Malaysia COVID-19 Vaccination Step-By-Step Process On What Happens
The COVID-19 vaccination is voluntary and will be free to all citizens and non-citizens living in Malaysia.
By February 2022, the Department of Health aims to complete vaccinations for at least 80% of Malaysia’s adult population. As of March 4, 2021, more than 99,000 vaccinations in Malaysia took place.
For those still waiting, here is what you can expect from the procedures involved in COVID-19 vaccination, from registration to post-inoculation observation.
What is my place in the immunization schedule?
Phase 1 will run from February to April 2021, made up of 500,000 frontline players:
- Priority group 1: Frontliners comprising public and private health personnel;
- Priority group 2: Frontliners composed of essential services, defense and security personnel.
These essential services include health care, police, Malaysian Volunteer Department (Rela), Malaysian Fire and Rescue Department (Bomba), and civil protection sectors. You can view the full list here.
The sectors mentioned will be updated from time to time by JKJAV (Covid-19 Vaccine Supply Access Guarantee Committee).
Phase 2 will run from April to August 2021, comprising 9.4 million people from high-risk groups:
- Priority group 1: The rest of the health workers as well as those in essential services, defense and security personnel;
- Priority group 2: People aged 60 and over, people with chronic illnesses and people with OKU.
Chronic diseases listed include heart disease, obesity, diabetes, and high blood pressure; information on this subject will be reviewed periodically.
The final phase will run from May 2021 to February 2022, for the rest of 13.7 million people and more:
- Priority group: Adult population aged 18 and over (citizens and non-citizens).
On the basis of the measures to combat the pandemic, priority will be given to red zones, followed by yellow zones and finally green.
What will the vaccination procedure look like?
Step 1: Register
Registration will be done through the MySejathera app, this website and manually for those who do not have access to digital methods.
Registration is underway on the app and 1,468,137 people have registered since March 1.
To register manually, you can call the JKKAV (TBA) hotline or visit a Klinik Kesihatan. For those who live in rural and remote areas, an assistance program will be allocated to register residents.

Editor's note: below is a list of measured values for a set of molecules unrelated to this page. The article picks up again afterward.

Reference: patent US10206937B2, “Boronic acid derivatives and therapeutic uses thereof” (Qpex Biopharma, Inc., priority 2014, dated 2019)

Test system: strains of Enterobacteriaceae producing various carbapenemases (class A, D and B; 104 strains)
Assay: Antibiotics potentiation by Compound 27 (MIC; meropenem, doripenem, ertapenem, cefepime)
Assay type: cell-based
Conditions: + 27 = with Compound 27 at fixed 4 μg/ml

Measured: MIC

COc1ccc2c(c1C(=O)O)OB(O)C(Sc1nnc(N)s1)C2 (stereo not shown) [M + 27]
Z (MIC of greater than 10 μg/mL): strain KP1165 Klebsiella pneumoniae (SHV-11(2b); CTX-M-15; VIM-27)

Step 2: scheduled appointment
Appointment details such as date and vaccination center you are assigned to will be notified via the MySejahtera app, phone call or SMS.
Step 3: Report to a VAC
Upon receipt of your appointment details, all you need to do is be present at the Vaccine Administration Center (VAC) assigned to you.
So far, 605 VAC have been identified by the Ministry of Health. Temporary vaccination centers such as stadiums, convention centers, community halls, universities, etc. will be implemented accordingly.
Step 4: Rapid symptom assessment
At the hospital, a rapid assessment will take place with temperature monitoring and close contact screening.
Step 5: Identification confirmation
Then you will register using the QR code provided for identification purposes.
Step 6: Consultation and consent
After signing up, you will go through a consultation on the benefits and risks of jabbing. You will then receive authorization forms to complete and consent to receive the vaccine.
Step 7: Get injected
Finally, you will receive the first dose of the vaccine!
Step 8: Short observation period
Once you have been stung, you will be kept under observation by medical personnel for at least 30 minutes. This is to watch for immediate side effects.
Step 9: Receive the vaccination card
The facilitators will provide you with a vaccination record to confirm your inoculation, where you can then go home to rest.
For the CanSinoBio vaccine, which is the single dose, the process will end here.
Step 10: Observation of adverse events
You can resume a normal life but be aware of any side effects or adverse events following vaccination (AEFI).
Side effects / AEFI can be reported either by informing the medical establishment, via MySejathera, or on the NPRA ConSERF website.
Of the 5 vaccines used by the country, those that require a second dose are:
- Pfizer and Sputnik V vaccines: 21 day interval;
- AstraZeneca vaccine: 28 day interval; and
- Sinovac vaccine: 14 day interval.
The same procedures apply when obtaining the second dose. You will be reminded of your appointment in the same way as the previous one.
You will also receive the digital certificate of vaccination against the COVID-19 vaccine when completed.
Common side effects and how to report them
The side effects of the COVID-19 vaccine that have been reported are mild and temporary. The most frequently reported are:
- pain / swelling / redness at the injection site
- not feel good
- articular pain
- swelling of the lymph nodes
For the MOH to effectively monitor side effects and AEFI, citizens will receive a scheduled MySejahtera notification to report them.
Health workers through the existing public health system are also allowed to report AEFI to citizens.
“Serious AEFI investigations will be conducted with care, whereby a special expert committee will be set up to assess these cases and the safety concerns related to COVID-19 vaccines,” the manual says.
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If you have lingering doubts about the potential effects of the COVID-19 vaccine, you can read our article on addressing the concerns. here.
We interviewed an immunopathology specialist to better understand how the vaccine interacts with our system, who would be really at risk receiving the vaccine, and more.
- You can download the full official COVID-19 National Immunization Program manual here.
Featured Image Credit: KKM / Unsplash
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